A. The Board and each local school board, division superintendent, and school board employee shall create an environment in public elementary and secondary schools that encourages students to explore scientific questions, learn about scientific evidence, develop critical thinking skills, and respond appropriately and respectfully to differences of opinion about scientific controversies in science classes.That is as close as it gets to actually mentioning the hated sciences. Climate Progress, on the other hand, in its opening paragraph on the bill, writes:
A new bill, up for consideration this year in the Virginia General Assembly, would give Virginia’s public school teachers permission to teach about the “scientific strengths and scientific weaknesses” of “scientific theories” like evolution and global climate change. The bill is part of a national trend of legislative proposals, led by creationist organizations like the Discovery Institute and climate-change deniers such as the Heartland Institute.The bill is being promoted by state representative Dickie Bell and a cursory reading of this story would make one think that Bell is going directly after evolution and climate change. Further, the Climate Progress story goes on:
Bell told the Hampton Roads Daily Press that the bill was intended to protect teachers who might otherwise be disciplined for how they responded to questions from students about topics like evolution. He noted that since the state does not require teaching of alternatives to the theory of evolution, “introducing them into instructional discussion would not seem appropriate.”If you go to the story in the Daily Press: it reads thus:
One of the handful of former teachers in the General Assembly, Del. Richard "Dickie" Bell, R-Staunton, has been thinking of an awkward spot teachers can find themselves in. Specifically, science teachers when a student asks about alternatives to scientific theories.Did Bell actually say "evolution," or is that the tacit assumption? His statements about evolution are, in fact, very vague. It only comes up when he is asked whether or not alternatives to evolution ought to be taught, to which he replies in the negative. Since the bill, itself, is so scrupulously nondescript in its language, one cannot help but wonder if he is working off the failed attempts at similar legislation that actually single out the hated sciences.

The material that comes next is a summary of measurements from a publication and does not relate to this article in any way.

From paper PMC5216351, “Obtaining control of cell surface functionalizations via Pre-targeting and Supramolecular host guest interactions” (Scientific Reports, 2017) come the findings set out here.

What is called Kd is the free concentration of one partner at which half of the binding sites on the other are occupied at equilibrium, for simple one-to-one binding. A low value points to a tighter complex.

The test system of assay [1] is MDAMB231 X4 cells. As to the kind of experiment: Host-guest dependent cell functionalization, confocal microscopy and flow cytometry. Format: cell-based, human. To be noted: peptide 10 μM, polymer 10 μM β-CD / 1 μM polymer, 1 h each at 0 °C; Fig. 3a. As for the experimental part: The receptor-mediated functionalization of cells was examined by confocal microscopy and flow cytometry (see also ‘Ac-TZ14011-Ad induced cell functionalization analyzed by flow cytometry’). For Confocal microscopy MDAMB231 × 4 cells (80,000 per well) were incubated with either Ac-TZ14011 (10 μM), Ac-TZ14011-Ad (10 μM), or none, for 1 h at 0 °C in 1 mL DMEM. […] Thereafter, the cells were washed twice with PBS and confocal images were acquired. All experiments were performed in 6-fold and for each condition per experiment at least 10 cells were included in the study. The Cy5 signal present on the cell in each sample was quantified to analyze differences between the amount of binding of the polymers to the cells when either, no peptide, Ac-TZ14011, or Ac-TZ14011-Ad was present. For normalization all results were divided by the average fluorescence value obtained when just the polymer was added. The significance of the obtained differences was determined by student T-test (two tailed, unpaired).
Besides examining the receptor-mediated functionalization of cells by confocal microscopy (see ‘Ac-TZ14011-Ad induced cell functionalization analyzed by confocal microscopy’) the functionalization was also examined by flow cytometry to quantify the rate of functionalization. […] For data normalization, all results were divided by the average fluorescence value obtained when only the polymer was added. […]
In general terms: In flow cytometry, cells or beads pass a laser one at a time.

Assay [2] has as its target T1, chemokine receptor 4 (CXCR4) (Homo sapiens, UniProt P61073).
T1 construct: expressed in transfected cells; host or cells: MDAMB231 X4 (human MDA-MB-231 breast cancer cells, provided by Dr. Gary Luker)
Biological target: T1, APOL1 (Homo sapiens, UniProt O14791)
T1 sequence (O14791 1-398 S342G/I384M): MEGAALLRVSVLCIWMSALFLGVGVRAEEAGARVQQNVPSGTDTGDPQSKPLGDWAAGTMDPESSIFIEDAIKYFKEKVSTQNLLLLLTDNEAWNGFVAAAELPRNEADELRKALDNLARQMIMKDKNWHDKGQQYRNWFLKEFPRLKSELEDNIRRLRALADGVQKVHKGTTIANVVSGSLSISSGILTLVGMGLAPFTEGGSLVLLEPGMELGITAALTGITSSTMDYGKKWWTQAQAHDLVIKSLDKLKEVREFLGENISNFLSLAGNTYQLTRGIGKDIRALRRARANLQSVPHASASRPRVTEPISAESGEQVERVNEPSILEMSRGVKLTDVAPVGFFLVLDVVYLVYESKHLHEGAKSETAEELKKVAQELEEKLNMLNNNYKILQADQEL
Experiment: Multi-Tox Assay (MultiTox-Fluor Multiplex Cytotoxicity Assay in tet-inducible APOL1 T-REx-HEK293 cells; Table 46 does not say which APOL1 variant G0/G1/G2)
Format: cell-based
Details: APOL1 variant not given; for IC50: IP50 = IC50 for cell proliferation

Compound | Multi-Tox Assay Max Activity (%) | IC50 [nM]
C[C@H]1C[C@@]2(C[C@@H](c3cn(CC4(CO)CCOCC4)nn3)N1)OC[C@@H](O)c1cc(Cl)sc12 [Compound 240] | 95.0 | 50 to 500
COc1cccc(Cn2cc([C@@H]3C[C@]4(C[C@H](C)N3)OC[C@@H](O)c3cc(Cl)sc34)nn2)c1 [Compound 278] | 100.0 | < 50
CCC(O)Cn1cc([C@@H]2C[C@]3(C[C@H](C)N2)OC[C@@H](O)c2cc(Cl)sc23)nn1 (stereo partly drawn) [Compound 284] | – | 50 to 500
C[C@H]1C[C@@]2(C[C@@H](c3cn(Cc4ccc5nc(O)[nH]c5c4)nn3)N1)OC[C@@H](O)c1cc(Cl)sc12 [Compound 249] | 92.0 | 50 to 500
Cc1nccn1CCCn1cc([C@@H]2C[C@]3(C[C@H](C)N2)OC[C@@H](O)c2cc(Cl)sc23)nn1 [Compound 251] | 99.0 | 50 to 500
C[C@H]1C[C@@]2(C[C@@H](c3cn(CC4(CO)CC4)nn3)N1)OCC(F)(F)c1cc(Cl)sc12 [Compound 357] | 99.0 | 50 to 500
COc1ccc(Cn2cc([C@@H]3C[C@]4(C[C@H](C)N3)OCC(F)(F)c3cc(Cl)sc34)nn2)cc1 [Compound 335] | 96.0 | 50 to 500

For instance, evolution.
Bell says his bill is intended to protect teachers from disciplinary action if people don't like the way they respond to questions about scientific theories.
It seems reasonable to assume that Bell had climate change and, perhaps, evolution in mind when he drafted this legislation. It is poor legislation and redundant in the sense that what is being proposed should already be a part of the curriculum. Additionally, the "strengths and weaknesses" wording has now become stigmatized as being anti-science in general and specifically anti-evolutionary where its instigation has been attempted. Whether or not evolution and climate change are mentioned, based on this example of the Climate Progress story, that is clearly what people see. Fueling this assumption is that, as the Climate Progress story notes, Bell has had the support of Ken Cuccinelli, who has been notable in denying the role of humans in climate change. Cuccinelli has notably been absent in the evolution debate, however.
Consequently, before we castigate Bell for his anti-evolutionary views, perhaps we ought to make sure that he has them. He might, but I don't think we can conclusively determine that from this set of stories.
I have tended to separate the debate on evolution from the debate on climate change because I know a good deal more about the former than the latter and because, rightly or wrongly, I tend to encounter a disturbing number of atmospheric scientists and meteorologists who question the conclusions emanating from the studies being currently conducted and their extrapolations. I know of no biologists who question evolutionary theory.
Additionally, evolution, as a scientific discipline, is over 150 years old (older if you count the pre-Darwinian formulations), while climate science is in its infancy. Therefore, I get uncomfortable when the two are lumped together and argued as a package.
The best thing for this bill is to have it die in committee, like many others of its kind.